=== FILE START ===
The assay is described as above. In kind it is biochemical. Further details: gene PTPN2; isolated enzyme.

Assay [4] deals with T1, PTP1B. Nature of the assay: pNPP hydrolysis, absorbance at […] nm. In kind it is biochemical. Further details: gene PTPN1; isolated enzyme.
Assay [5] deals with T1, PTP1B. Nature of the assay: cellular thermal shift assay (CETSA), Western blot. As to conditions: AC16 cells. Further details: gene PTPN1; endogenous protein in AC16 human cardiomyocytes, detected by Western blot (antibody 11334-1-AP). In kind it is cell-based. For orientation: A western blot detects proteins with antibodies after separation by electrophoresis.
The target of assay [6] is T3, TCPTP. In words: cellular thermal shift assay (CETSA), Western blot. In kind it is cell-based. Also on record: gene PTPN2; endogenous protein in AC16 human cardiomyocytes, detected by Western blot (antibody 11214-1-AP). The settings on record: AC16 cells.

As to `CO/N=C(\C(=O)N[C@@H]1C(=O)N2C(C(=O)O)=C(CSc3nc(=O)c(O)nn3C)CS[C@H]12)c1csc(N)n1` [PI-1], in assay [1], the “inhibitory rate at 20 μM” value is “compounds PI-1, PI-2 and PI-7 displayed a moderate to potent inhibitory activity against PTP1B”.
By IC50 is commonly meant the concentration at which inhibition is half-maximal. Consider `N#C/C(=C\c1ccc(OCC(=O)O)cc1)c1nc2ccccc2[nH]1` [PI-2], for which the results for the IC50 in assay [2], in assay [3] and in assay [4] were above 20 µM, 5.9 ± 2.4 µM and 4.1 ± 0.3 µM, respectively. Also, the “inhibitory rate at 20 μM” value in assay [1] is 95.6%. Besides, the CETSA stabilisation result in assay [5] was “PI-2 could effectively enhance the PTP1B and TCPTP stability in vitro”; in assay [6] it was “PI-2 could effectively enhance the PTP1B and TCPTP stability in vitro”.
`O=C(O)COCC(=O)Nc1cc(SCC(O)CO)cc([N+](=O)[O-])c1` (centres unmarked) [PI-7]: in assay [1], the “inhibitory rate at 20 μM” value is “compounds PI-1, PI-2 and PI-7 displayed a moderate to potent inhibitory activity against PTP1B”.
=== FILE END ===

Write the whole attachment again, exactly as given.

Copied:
The assay is described as above. In kind it is biochemical. Further details: gene PTPN2; isolated enzyme.

Assay [4] deals with T1, PTP1B. Nature of the assay: pNPP hydrolysis, absorbance at […] nm. In kind it is biochemical. Further details: gene PTPN1; isolated enzyme.
Assay [5] deals with T1, PTP1B. Nature of the assay: cellular thermal shift assay (CETSA), Western blot. As to conditions: AC16 cells. Further details: gene PTPN1; endogenous protein in AC16 human cardiomyocytes, detected by Western blot (antibody 11334-1-AP). In kind it is cell-based. For orientation: A western blot detects proteins with antibodies after separation by electrophoresis.
The target of assay [6] is T3, TCPTP. In words: cellular thermal shift assay (CETSA), Western blot. In kind it is cell-based. Also on record: gene PTPN2; endogenous protein in AC16 human cardiomyocytes, detected by Western blot (antibody 11214-1-AP). The settings on record: AC16 cells.

As to `CO/N=C(\C(=O)N[C@@H]1C(=O)N2C(C(=O)O)=C(CSc3nc(=O)c(O)nn3C)CS[C@H]12)c1csc(N)n1` [PI-1], in assay [1], the “inhibitory rate at 20 μM” value is “compounds PI-1, PI-2 and PI-7 displayed a moderate to potent inhibitory activity against PTP1B”.
By IC50 is commonly meant the concentration at which inhibition is half-maximal. Consider `N#C/C(=C\c1ccc(OCC(=O)O)cc1)c1nc2ccccc2[nH]1` [PI-2], for which the results for the IC50 in assay [2], in assay [3] and in assay [4] were above 20 µM, 5.9 ± 2.4 µM and 4.1 ± 0.3 µM, respectively. Also, the “inhibitory rate at 20 μM” value in assay [1] is 95.6%. Besides, the CETSA stabilisation result in assay [5] was “PI-2 could effectively enhance the PTP1B and TCPTP stability in vitro”; in assay [6] it was “PI-2 could effectively enhance the PTP1B and TCPTP stability in vitro”.
`O=C(O)COCC(=O)Nc1cc(SCC(O)CO)cc([N+](=O)[O-])c1` (centres unmarked) [PI-7]: in assay [1], the “inhibitory rate at 20 μM” value is “compounds PI-1, PI-2 and PI-7 displayed a moderate to potent inhibitory activity against PTP1B”.